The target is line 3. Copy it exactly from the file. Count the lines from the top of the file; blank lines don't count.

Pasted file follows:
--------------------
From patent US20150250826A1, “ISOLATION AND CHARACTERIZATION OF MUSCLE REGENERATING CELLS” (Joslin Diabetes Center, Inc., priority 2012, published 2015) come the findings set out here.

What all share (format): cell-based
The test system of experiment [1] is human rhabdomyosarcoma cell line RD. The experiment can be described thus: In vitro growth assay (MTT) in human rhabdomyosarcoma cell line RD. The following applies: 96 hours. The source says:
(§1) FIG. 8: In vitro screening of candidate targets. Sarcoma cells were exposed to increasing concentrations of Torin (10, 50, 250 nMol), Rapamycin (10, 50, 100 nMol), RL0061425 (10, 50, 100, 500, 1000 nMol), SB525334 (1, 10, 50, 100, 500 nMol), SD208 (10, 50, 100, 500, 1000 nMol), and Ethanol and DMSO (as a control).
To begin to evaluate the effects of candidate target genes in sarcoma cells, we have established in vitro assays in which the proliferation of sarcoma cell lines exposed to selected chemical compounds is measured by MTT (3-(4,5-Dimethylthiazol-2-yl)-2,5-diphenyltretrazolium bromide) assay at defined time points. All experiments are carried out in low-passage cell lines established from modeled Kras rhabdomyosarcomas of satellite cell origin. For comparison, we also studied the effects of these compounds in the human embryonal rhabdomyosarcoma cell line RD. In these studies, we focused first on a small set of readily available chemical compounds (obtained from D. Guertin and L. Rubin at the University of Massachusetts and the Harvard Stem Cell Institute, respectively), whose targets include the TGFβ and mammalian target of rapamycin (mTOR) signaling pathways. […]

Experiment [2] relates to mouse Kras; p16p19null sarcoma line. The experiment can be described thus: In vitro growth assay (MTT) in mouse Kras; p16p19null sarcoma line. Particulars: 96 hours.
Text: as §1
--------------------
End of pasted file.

The test system of experiment [1] is human rhabdomyosarcoma cell line RD. The experiment can be described thus: In vitro growth assay (MTT) in human rhabdomyosarcoma cell line RD. The following applies: 96 hours. The source says: